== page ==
DO apply for split CCTB/UCCB

DO argue that you signed the old agreement under duress, as she held the additional time with your child hostage for more support money.

DO offer offset table amount of CS, with an automatic yearly adjustment based off the prior year's income tax (line 150 amounts) and a July to June payment schedule.

DO argue against the special expense if you want to, IF you were not given input into the activity.
Old 04-09-2010, 07:04 PM
Mess Mess is offline
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Regarding special expenses, things like the dance class are considered "extraordinary" if they are extraordinarily expensive.

If she was taking classes at the YMCA for $30 per month, it wouldn't be a section 7 expense.

If the classes cost $500 per month, then it certainly is section 7.

The grey area, you ex makes a decent wage and should be able to afford an expense of $200. It is on the high end, but it could be argued that it should fall under "ordinary" and be included in the CS budget.

If your ex's income were $30k, then it would certainly be extraordinary. Do you see what I'm driving at?

These arguments are grey, and you really need the opinion of an experienced lawyer, or you need to find a lot of cases on Canlii to compare. It's hard to say what the threshold is for "extraordinary" at each income level, and there isn't really a formula.
Old 06-01-2010, 01:17 PM
decent fellow decent fellow is offline
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Default Case Conferences

My first Case Conference is scheduled for June 28. I am the Applicant Father, self-representing, and I applied to get Child Support payments reduced to "straight offset" method of calculation to reflect the Shared Custody regime.

She would not agree to this a couple years ago.... at that time she would only let me have my daughter over 40% of the time if I did not reduce the child support to straight offset. I obviously didn't like her approach, but what is a parent going to do... you want to spend as much time as possible with your children. Since that day, I've always felt like I've been BLACKMAILED.

Anyway, our case is pretty straightforward, as you can see above. A couple questions:

1. When do I need to have my CC brief served and filed by? June 21? When does the Respondant side serve me their CC brief?
2. When do I need to confirm the CC date by?
3. Her lawyer wants me to meet with them on June 23 to see if we can hammer out a settlement... I think this seems like a reasonable thing to do, particularly as I had already sent them a formal offer to settle last month (wish they had suggested this much earlier though).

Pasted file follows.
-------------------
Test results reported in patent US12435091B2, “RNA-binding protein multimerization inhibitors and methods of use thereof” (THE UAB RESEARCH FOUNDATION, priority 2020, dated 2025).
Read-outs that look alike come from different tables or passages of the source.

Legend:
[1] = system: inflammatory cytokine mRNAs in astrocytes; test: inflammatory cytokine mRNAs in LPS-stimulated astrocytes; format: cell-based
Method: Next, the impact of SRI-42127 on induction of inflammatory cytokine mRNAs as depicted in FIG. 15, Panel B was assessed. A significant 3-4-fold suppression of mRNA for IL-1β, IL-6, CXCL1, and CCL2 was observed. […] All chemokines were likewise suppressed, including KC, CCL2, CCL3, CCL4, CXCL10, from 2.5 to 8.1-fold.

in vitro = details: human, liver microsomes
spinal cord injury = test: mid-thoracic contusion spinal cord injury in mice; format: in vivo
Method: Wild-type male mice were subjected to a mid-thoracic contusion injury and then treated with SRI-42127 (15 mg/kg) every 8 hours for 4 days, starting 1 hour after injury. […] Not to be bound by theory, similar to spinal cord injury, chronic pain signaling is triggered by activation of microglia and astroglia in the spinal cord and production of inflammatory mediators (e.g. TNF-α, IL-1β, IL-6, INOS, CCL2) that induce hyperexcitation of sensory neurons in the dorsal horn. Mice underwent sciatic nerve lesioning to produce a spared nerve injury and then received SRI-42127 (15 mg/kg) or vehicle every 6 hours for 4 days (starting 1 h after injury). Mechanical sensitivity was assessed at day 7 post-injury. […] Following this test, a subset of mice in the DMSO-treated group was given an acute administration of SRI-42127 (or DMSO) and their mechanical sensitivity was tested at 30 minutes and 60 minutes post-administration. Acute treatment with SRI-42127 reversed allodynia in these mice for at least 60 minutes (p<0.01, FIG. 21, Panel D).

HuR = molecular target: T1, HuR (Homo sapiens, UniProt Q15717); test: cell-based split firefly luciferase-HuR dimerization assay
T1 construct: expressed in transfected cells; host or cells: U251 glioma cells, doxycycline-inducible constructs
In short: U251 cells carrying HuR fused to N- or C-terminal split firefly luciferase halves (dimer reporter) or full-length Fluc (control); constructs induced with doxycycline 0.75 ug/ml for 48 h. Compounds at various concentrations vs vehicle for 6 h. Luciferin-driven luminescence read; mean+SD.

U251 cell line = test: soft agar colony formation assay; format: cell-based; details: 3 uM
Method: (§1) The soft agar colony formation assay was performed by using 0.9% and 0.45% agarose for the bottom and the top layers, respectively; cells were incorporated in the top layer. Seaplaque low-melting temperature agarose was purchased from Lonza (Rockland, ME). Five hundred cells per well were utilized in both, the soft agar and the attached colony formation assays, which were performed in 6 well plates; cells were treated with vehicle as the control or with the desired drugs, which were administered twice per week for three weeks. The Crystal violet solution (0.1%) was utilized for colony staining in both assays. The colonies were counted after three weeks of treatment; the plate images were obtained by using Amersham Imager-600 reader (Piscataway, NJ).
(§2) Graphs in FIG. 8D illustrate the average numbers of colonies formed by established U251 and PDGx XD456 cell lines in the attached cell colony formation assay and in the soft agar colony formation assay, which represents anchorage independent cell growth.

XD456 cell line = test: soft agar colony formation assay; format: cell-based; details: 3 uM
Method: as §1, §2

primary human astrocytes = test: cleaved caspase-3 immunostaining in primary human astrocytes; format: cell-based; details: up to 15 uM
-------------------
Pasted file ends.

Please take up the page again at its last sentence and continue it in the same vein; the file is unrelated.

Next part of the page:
4. Any thoughts on how this would go? Of course, the Respondant's side says that they won't budge. Other lawyers I have talked to at the court house agree with me in that I should only be paying CS based on "straight offset" when sharing custody.

Any thoughts? Much appreciated.
Old 11-15-2011, 01:59 AM
Beachbum7079 Beachbum7079 is offline
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Sorry, I would like to add this even know it is an old thread.

Kougioumitzidis v. Fontana is a 2007 decision of the Ontario Superior Court of Justice. This case deals with imputing income to the payor of Child Support as well as the consultation process involved in incurring section 7 expenses. In this case, the Court examined all of the father’s sources of income, including all of his employment benefits. Such employment benefits included the use of a car, including insurance and gasoline allowance, as well as the opportunity to write off personal expenses through the business. While this information was evidence of what the father actually earned on an annual basis, the mother adduced no similar evidence showing that the father lived a lifestyle that exceeded his income. Had the mother been able to prove this fact, this would have been a platform from which the Court could impute a greater income to him. As such, this case illustrates the importance of sufficient evidence when attempting to impute additional income to the payor spouse.

In terms of the issue of section 7 expenses, the mother had enrolled the children in a Montessori School and sought reimbursement from the father for his proportionate share of this expense. The Court found that the mother made this decision unilaterally and without consultation with father. Additionally, there was a previous Court Order in the matter requiring any party seeking to incur section 7 expenses to bring a Motion in this regard. Based on the foregoing, the Court absolved the father of any responsibility for the Montessori School tuition. This case illustrates the need for the party seeking to incur a section 7 expense to give the other parent reasonable notice of the said expense, as well as an opportunity to agree or disagree with same. Parties’ who fail to do this risk bearing the cost of the expense in its entirety.